Analysis: Marines Conduct Amphibious Assault

US Marines with the 15th Marine Expeditionary Unit embarked on a training exercise, carrying out an amphibious assault on a town littered with notional insurgents.

This was originally published by Business Insider

CAMP PENDLETON, California — If thousands of Marines are off a hostile shore, it's typically an exercise in futility for the enemy to stick around and wait for the assault.

On Thursday, US Marines with the 15th Marine Expeditionary Unit embarked on a training exercise, carrying out an amphibious assault on a town littered with notional insurgents — and as should be expected from a premier maritime force, the grunts dominated.

Business Insider was on hand to watch as Marines left their ship, the USS San Diego, and headed onshore, practicing landing on and taking over an enemy beach.

Here's what we saw.

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It's a beautiful day to check out the beach in Southern California.

It's a beautiful day to check out the beach in Southern California.
Paul Szoldra/Business Insider

But today there's something lurking off the coast: The USS San Diego, an amphibious transport packed with thousands of Marines and sailors from the 15th Marine Expeditionary Unit.

But today there's something lurking off the coast: The USS San Diego, an amphibious transport packed with thousands of Marines and sailors from the 15th Marine Expeditionary Unit.
Paul Szoldra/Business Insider

The infantry grunts in the main assault are with Battalion Landing Team 1/5. Cpl. Rafael Anderson, a squad leader, has the battalion motto of "Make Peace or Die," on his flak jacket.

The infantry grunts in the main assault are with Battalion Landing Team 1/5. Cpl. Rafael Anderson, a squad leader, has the battalion motto of "Make Peace or Die," on his flak jacket.
Paul Szoldra/Business Insider

As part of a predeployment training scenario, the Marines' mission is to assault the beach, capture a high-value target, and pacify this town, which has been taken over by what officials say is a "generic" opposition force.

As part of a predeployment training scenario, the Marines' mission is to assault the beach, capture a high-value target, and pacify this town, which has been taken over by what officials say is a "generic" opposition force.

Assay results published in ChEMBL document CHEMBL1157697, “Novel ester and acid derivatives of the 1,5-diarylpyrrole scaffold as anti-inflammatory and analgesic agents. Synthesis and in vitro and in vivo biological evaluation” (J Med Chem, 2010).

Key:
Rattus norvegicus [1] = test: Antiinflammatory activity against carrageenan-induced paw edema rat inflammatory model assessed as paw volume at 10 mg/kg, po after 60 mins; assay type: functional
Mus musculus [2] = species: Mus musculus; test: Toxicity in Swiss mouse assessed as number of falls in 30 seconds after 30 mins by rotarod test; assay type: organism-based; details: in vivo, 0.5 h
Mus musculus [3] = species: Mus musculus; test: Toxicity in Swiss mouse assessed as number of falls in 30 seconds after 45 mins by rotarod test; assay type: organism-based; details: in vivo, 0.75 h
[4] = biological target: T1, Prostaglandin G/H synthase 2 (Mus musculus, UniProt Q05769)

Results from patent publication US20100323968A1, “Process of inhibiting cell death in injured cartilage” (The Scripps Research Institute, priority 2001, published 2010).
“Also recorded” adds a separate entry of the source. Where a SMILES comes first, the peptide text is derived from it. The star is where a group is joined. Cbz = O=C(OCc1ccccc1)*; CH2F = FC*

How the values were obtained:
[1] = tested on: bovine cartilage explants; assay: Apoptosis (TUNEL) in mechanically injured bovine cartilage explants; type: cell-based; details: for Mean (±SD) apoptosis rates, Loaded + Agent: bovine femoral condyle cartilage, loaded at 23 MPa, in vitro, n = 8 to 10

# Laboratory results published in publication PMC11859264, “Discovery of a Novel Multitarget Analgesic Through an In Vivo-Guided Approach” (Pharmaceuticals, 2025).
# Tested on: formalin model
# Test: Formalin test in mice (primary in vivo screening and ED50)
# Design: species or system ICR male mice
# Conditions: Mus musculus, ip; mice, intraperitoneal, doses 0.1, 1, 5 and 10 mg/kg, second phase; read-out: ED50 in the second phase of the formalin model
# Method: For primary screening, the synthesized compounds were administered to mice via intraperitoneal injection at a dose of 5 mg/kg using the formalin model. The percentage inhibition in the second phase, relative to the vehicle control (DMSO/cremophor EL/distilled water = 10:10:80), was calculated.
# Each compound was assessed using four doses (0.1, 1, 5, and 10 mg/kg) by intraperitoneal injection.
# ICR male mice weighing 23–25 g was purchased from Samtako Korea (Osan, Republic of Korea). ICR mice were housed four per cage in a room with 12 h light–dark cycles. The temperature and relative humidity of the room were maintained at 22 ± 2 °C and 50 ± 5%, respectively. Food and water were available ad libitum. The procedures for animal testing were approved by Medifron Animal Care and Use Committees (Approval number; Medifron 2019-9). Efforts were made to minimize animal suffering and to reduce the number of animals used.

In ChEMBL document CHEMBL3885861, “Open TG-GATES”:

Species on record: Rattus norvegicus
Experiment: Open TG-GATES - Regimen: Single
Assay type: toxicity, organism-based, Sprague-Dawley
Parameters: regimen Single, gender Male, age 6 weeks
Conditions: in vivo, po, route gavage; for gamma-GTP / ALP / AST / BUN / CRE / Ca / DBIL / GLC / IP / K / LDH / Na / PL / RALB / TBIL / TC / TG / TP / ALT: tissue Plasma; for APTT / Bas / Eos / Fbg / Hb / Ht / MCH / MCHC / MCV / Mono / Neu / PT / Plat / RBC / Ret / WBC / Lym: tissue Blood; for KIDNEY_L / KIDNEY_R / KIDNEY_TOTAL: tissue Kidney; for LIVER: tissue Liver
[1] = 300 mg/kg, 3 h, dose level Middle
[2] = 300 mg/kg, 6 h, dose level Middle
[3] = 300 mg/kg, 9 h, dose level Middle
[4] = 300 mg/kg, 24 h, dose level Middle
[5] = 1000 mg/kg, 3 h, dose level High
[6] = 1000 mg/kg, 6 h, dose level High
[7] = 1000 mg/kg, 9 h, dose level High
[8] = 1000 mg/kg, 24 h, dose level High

Paul Szoldra/Business Insider

Though most of the opposing force is dressed like insurgents from the Middle East, Marine Pfc. Raul Galvin brought his Air Jordans to the fight.

Though most of the opposing force is dressed like insurgents from the Middle East, Marine Pfc. Raul Galvin brought his Air Jordans to the fight.
Paul Szoldra/Business Insider

Many others dressed as insurgents have taken up positions in the town, awaiting the Marine assault.

Many others dressed as insurgents have taken up positions in the town, awaiting the Marine assault.
Paul Szoldra/Business Insider

Having an enemy to oppose the Marines is important, as Capt. Andrew Paul explained, since officials want this training exercise to be as close to the real thing as possible. "The more realistic we can make it, the better," he said.

Having an enemy to oppose the Marines is important, as Capt. Andrew Paul explained, since officials want this training exercise to be as close to the real thing as possible. "The more realistic we can make it, the better," he said.
Paul Szoldra/Business Insider

Once Marines get the command to launch, they drive their amphibious assault vehicles off the back of the ship into the water. These 29-ton monsters are able to float.

Once Marines get the command to launch, they drive their amphibious assault vehicles off the back of the ship into the water. These 29-ton monsters are able to float.
Paul Szoldra/Business Insider

The Marines also launch aviation assets over the town, to include Hueys and Cobra gunships from VMM-161.

The Marines also launch aviation assets over the town, to include Hueys and Cobra gunships from VMM-161.
Paul Szoldra/Business Insider

With about 20 Marines in the back and a crew of three, the AAVs lumber through the water at about 8 mph.

With about 20 Marines in the back and a crew of three, the AAVs lumber through the water at about 8 mph.
Paul Szoldra/Business Insider

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